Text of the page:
A self-professed explorer, David Parrish is no stranger to new discoveries. Heralded for pioneering the GSP trellising system, Parrish continues his vineyard adventures, this time touting the benefits of a new shade cloth he’s developed.
Wine Business Monthly recently took a tour of his vineyard in Paso Robles, where the newly installed shade cloth is proving beneficial for a number of the grapes he’s growing--he’s also finding applications in the Central Valley, on kiwi, peach and cherry plants.
In a nutshell, his shade cloth can prevent 70 percent of the UVA and UVB light from reaching the grape, provides sunburn protection from the harsh afternoon sun and allows longer hang-time and more even ripening of grapes, the latter is said to create a higher phenolic profile. In rougher, calcareous soils, the cloth has been shown to help take some stress off the vines, allowing it to spend its energy on fruit and canopy development.
“It gives you the ability and cover to do all the crazy things you want to do to a vine to boost phenolics,” Parrish said, showing that some of the trials and testing he’s run show anthocyanin levels much higher than “Napa levels” of 250+.
Parrish designed the material himself and, produces, sells and installs it. It features black thread reinforcement, frequently and evenly spaced holes to connect to existing trellis systems and a mesh consistency to allow air and some light to reach through. Most importantly, Parrish stressed that white was the best color for vineyard shade cloth.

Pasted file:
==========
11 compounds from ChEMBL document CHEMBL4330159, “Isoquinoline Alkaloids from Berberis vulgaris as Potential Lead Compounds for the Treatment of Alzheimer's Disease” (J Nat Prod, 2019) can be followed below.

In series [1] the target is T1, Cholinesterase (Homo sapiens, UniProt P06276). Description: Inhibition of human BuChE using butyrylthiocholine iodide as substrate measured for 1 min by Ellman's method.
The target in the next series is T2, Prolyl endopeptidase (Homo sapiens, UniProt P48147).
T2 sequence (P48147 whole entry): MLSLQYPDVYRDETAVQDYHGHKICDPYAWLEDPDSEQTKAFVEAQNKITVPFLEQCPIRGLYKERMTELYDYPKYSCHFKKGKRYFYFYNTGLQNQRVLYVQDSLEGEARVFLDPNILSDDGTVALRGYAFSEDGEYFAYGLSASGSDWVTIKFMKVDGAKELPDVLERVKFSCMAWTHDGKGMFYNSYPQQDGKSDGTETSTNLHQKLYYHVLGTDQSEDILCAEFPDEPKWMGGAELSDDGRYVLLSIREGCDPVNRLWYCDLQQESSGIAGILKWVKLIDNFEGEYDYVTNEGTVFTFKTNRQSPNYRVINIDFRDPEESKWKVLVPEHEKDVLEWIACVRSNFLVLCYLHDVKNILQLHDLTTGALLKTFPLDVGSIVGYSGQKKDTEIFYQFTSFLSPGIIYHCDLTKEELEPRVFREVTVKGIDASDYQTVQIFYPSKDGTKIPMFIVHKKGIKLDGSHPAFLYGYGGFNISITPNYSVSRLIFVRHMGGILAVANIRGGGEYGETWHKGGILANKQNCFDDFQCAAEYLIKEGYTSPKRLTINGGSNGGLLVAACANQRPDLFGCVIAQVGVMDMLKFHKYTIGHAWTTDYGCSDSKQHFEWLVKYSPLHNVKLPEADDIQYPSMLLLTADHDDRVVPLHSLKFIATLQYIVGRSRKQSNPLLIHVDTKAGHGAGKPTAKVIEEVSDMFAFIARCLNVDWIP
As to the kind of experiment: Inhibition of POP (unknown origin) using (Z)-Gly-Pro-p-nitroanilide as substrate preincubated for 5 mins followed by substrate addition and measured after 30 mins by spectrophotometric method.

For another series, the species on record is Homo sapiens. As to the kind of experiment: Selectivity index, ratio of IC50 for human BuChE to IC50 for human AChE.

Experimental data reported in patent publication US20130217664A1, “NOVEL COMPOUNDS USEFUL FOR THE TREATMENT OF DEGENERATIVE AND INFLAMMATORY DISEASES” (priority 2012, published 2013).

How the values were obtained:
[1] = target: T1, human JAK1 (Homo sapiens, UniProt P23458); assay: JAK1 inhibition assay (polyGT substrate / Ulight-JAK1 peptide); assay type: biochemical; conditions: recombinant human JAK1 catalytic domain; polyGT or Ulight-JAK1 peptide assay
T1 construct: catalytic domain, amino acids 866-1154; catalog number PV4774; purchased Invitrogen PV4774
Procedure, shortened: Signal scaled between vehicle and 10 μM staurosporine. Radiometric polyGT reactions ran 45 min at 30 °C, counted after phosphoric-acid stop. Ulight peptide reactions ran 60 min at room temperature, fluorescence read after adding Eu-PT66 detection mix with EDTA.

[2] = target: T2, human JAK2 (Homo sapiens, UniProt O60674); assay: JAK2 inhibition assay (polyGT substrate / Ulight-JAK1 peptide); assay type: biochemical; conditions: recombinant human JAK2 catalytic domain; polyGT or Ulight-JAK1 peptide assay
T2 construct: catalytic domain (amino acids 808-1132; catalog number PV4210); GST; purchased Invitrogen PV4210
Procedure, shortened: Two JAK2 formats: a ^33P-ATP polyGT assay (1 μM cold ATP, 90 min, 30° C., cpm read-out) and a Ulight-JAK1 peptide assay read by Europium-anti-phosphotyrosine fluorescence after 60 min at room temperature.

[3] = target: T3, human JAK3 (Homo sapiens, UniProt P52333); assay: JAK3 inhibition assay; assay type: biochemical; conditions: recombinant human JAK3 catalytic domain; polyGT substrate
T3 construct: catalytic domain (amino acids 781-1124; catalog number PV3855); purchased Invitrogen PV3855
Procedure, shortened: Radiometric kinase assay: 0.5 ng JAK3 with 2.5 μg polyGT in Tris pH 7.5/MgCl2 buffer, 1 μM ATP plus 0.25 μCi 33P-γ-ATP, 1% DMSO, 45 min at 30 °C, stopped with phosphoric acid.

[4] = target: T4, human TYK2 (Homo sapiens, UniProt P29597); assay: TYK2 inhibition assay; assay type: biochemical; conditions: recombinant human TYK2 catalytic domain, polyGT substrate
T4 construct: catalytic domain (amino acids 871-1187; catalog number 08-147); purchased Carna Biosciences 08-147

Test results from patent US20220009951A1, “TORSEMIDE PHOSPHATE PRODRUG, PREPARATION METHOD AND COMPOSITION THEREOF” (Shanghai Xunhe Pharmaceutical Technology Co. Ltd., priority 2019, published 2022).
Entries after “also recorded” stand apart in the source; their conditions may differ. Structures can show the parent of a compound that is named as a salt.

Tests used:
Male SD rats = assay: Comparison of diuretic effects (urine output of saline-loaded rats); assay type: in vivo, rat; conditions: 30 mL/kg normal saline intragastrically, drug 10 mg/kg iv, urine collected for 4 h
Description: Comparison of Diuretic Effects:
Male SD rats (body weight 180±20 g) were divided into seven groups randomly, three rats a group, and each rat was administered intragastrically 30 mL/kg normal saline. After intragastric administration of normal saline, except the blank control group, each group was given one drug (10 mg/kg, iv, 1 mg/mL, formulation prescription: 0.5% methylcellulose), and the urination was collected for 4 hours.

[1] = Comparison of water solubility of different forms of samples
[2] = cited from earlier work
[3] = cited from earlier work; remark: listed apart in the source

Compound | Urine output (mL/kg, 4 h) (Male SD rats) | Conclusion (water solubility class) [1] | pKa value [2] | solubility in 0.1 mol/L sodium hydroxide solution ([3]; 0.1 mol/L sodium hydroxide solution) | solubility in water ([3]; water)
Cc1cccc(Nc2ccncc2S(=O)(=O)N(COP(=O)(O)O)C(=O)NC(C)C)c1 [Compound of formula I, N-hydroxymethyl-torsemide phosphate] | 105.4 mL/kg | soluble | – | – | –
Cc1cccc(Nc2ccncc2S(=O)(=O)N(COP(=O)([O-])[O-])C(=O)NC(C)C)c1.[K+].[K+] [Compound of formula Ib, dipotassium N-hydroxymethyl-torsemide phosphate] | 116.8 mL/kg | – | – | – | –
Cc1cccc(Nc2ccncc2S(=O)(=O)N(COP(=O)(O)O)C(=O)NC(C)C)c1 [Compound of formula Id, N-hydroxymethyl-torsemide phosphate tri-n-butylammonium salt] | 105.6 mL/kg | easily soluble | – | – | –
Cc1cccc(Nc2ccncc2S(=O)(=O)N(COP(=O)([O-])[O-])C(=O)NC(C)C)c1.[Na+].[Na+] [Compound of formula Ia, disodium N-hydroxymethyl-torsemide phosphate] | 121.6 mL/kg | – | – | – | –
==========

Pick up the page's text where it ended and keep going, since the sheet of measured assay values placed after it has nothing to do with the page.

There hasn’t been much precedent in shade cloth research. Duckhorn Wine Co. published a paper in 2007, testing blue, red and white cloth, and there has been some research from UC Davis and other viticulture schools. Speaking on the basis of his decades of vineyard experience, white reflects and transmits light, diffusing the full spectrum of color. Black, on the other hand, only absorbs it.
Winemakers on the Central Coast are appreciating its benefits. Daniel Daou has been using it for the last four years, and Parrish recounted a year in which his own grapes went without shade cloth because he sold out of the material. Parrish sells a number of his own grapes to wineries like L’Aventure, O’Neill Vintners & Distillers, Clos Selene and Edna Valley Vineyards.
His shade cloth runs about $68 per acre in material $50 per acre in labor to install and lasts 10 seasons. He places the cloth on the vine just before veraison and removes it a few days before harvest. By using this cloth, Parrish saw a 15 percent savings in juice, thanks to fewer raisins and damaged berries.
“Light is free and abundant and when it is we don’t think about ‘how do you manipulate it.’—but photosynthesis is so important.”